Advancements in robotics seem to happen almost on a daily basis, but even though a significant amount of work has been automated with robots, these innovations still face several challenges. Robots offer tremendous potential to automate mundane and dangerous tasks. However, most robots today aren’t sophisticated enough to navigate through rough and difficult terrain. Robotics companies and experts are well aware of this issue and have already made progress that could lead to the development of more versatile robots.
With investors pouring money into this field, robotics is growing faster than expected. According to Transparency Market Research, a company specialising in market analysis, the global robotics market is expected to reach $147.26 billion by the end of 2025, with North America dominating the market. Due to the rapid growth of the industry, robotic capabilities continue to expand and amaze us.
A snake-inspired robot could be used for exploration, inspection, and monitoring
One such innovation comes from a team at Harvard’s John A. Paulson School of Engineering and Applied Sciences (SEAS), who developed a soft robot that moves like a snake. Since it can crawl into almost any gap, this robot could be particularly useful in exploring disaster areas. To design the robot, the researchers applied the principles of kirigami, a Japanese paper craft that relies on using cuts and folds to create a 3D ornament. Once the robot stretches, its surface becomes textured, which allows it to grip the ground and move like a snake.
This isn’t the first time that the team experimented with snake-inspired robots. In 2018, they developed the first version of this robot, also based on kirigami principles. However, they claim that the new solution is a lot faster and more accurate than its predecessor. In the previous version, once the robot stretched, its structure would pop-up all at once. With the new solution, this isn’t the case, because the robot has a programmable shell, which allows it to feature discontinuous pop-up deformations. Innovations such as this one open new possibilities for the development of “a new class of soft crawlers”, says Professor Katie Bertoldi, who took part in the research. As Bertoldi explains, “These all-terrain soft robots could one day travel across difficult environments for exploration, inspection, monitoring and search and rescue missions, or perform complex, laparoscopic medical procedures.”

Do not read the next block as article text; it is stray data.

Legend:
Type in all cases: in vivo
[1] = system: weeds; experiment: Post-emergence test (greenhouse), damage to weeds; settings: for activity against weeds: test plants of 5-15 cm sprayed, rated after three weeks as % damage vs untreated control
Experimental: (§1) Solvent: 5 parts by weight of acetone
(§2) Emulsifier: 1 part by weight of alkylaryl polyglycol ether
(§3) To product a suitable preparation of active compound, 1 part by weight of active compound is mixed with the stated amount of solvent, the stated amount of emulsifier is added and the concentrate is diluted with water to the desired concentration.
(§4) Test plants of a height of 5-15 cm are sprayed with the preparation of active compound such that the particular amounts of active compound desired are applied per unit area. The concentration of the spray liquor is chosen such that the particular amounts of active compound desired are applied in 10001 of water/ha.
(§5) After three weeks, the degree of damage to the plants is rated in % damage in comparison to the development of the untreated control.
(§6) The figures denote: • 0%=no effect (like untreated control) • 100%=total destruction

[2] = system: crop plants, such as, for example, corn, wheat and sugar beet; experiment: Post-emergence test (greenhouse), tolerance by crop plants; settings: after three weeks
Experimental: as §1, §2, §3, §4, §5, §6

The AntBot moves and navigates just like a desert ant
Another interesting solution comes from the French National Center for Scientific Research (CNRS). To develop a six-legged robot called AntBot, the researchers took inspiration from desert ants. Compared to wheeled robots, legged ones are more efficient because they’re able to traverse rough terrain. What makes the AntBot so unique is that it doesn’t rely on GPS and mapping tech for navigation. Instead, just like desert ants, AntBot relies on ultraviolet light from the sun. As the sun moves across the sky, the pattern of ultraviolet light changes accordingly, and ants can detect it. This technique allows desert ants to identify the right direction. In addition to this, the ants – and the robot – also rely on ‘optic flow’ (how fast the ground is moving around them) and how many steps they’ve taken to know their location.
During testing, which was conducted in different environments, a fully autonomous AntBot was able to successfully navigate a space and find the quickest way back ‘home’. The reason why the team decided not to equip the robot with traditional GPS technology is that it’s not very reliable. Its performance can be obstructed by tall buildings, and it’s not rare for GPS to fail to operate on a rainy or snowy day. AntBot, however, doesn’t have that problem.
Velox can move on sand, water, and even ice
Robotic solutions designed to mimic animals and their abilities have many advantages over traditional robots. But they do come with a major drawback. A robot that’s based on an animal model usually inherits the limitations of that particular animal. In other words, a robot that’s designed to swim like a fish wouldn’t be able to move on solid ground. However, the engineering company Pliant Energy Systems has come up with a solution to address this issue.
The company designed Velox, a robot that can easily move on different surfaces, including sand, water, and ice, using only a pair of undulating fins. The innovation works autonomously, but it can also be remotely controlled. While swimming underwater, Velox is able to change direction and make quick turns. It can be used in sensitive environments where traditional propellers can damage plants and sediment layers. According to the company’s website, Velox could also be leveraged to deliver medical supplies and provide help in ice-rescue missions.
The future of all-terrain robots
Robots, which are often greeted with fear and scepticism, are becoming more sophisticated. With new advances in the field, robots are given the ability to autonomously move in complex environments. Designed to walk, crawl, slide, or swim, these innovations will become prominent in many industries. These breakthrough technologies will take care of dangerous tasks, allow us to explore hard-to-reach places, and help us rescue people in disaster areas – the future is bright!